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Minimum Wages and their Alternatives: A Critical Assessment

  • Andreas Knabe
  • Ronnie Schöb

Do minimum wages reduce in-work-poverty and wage inequality? Or can alternative policies do better? We evaluate theses issues for the exemplary case of Germany that suffers from high unemployment among low-skilled workers and rising wage dispersion at the bottom of the wage distribution. We analyze the impact of three different policy options, currently discussed in Germany, on employment, wage inequality, public expenditures, and incomes of poor households: 1) a statutory minimum wage, 2) a combination of minimum wages and wage subsidies as e.g. in France and the Netherlands, and 3) pure wage subsidies to low-paid workers. We find that a minimum wage of EUR 7.50 would cost 840,000 low-paid jobs and increase the fiscal burden by about EUR 4 billion per year, while poor households’ income rises only by EUR 1.1 billion per year. With pure wage subsidies, the government can ensure more favorable employment and income effects. Combining a minimum wage with a wage subsidy turns out to be extremely costly and inferior to wage subsidies in all respects.

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Paper provided by CESifo Group Munich in its series CESifo Working Paper Series with number 2494.

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Date of creation: 2008
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Handle: RePEc:ces:ceswps:_2494
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  1. Daron Acemoglu, 2000. "Technical Change, Inequality, and the Labor Market," NBER Working Papers 7800, National Bureau of Economic Research, Inc.
  2. Dustmann, Christian & Ludsteck, Johannes & Schönberg, Uta, 2007. "Revisiting the German Wage Structure," IZA Discussion Papers 2685, Institute for the Study of Labor (IZA).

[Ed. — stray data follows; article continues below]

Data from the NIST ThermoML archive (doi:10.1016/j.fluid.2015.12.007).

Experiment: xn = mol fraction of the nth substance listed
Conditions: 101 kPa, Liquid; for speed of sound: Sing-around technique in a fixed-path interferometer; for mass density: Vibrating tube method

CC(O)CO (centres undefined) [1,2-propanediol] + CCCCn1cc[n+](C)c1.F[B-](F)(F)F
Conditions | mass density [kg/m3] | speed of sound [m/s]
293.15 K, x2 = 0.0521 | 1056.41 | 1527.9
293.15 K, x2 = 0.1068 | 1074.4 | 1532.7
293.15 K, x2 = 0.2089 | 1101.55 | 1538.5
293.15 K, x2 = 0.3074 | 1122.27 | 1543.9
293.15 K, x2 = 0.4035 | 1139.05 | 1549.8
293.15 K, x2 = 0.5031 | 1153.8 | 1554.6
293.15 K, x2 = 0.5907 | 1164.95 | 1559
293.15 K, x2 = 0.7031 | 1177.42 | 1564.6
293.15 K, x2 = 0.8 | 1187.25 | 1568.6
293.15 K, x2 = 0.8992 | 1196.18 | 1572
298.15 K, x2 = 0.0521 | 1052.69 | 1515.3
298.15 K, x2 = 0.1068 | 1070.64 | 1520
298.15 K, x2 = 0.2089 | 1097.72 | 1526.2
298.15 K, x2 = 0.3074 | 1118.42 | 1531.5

3. Andreas Knabe & Ronnie Schöb, 2007. "Subsidizing Extra Jobs: Promoting Employment by Taming the Unions," FEMM Working Papers 07020, Otto-von-Guericke University Magdeburg, Faculty of Economics and Management.
  4. Joachim Ragnitz & Marcel Thum, 2007. "The empirical relevance of minimum wages for the low-wage sector," CESifo Forum, Ifo Institute for Economic Research at the University of Munich, vol. 8(2), pages 35-37, 07.
  5. Kramarz, Francis & Philippon, Thomas, 2000. "The Impact of Differential Payroll Tax Subsidies on Minimum Wage Employment," IZA Discussion Papers 219, Institute for the Study of Labor (IZA).
  6. Eswar Prasad, 2000. "The Unbearable Stability of the German Wage Structure; Evidence and Interpretation," IMF Working Papers 00/22, International Monetary Fund.
  7. Claus Schnabel & Joachim Wagner, 2008. "The Aging of the Unions in West Germany, 1980-2006," Journal of Economics and Statistics (Jahrbuecher fuer Nationaloekonomie und Statistik), Justus-Liebig University Giessen, Department of Statistics and Economics, vol. 228(5+6), pages 497-511, December.
  8. Ive MARX, 2001. "Job subsidies and cuts in employers' social security contributions: The verdict of empirical evaluation studies," International Labour Review, International Labour Organization, vol. 140(1), pages 69-83, 03.
  9. Johannes Gernandt & Friedhelm Pfeiffer, 2007. "Rising Wage Inequality in Germany," SOEPpapers on Multidisciplinary Panel Data Research 14, DIW Berlin, The German Socio-Economic Panel (SOEP).
  10. Hans-Werner Sinn & Christian Holzner & Wolfgang Meister & Wolfgang Ochel & Martin Werding, 2007. "Die zentralen Elemente der Aktivierenden Sozialhilfe," Ifo Schnelldienst, Ifo Institute for Economic Research at the University of Munich, vol. 60(04), pages 48-53, 02.
  11. Henri Sterdyniak, 2007. "Low-skilled Jobs: The French Strategy," Documents de Travail de l'OFCE 2007-15, Observatoire Francais des Conjonctures Economiques (OFCE).
  12. Guy Laroque & Bernard Salanie, 2002. "Labour market institutions and employment in France," Journal of Applied Econometrics, John Wiley & Sons, Ltd., vol. 17(1), pages 25-48.
  13. Gert G. Wagner & Joachim R. Frick & Jürgen Schupp, 2007. "The German Socio-Economic Panel Study (SOEP): Scope, Evolution and Enhancements," SOEPpapers on Multidisciplinary Panel Data Research 1, DIW Berlin, The German Socio-Economic Panel (SOEP).
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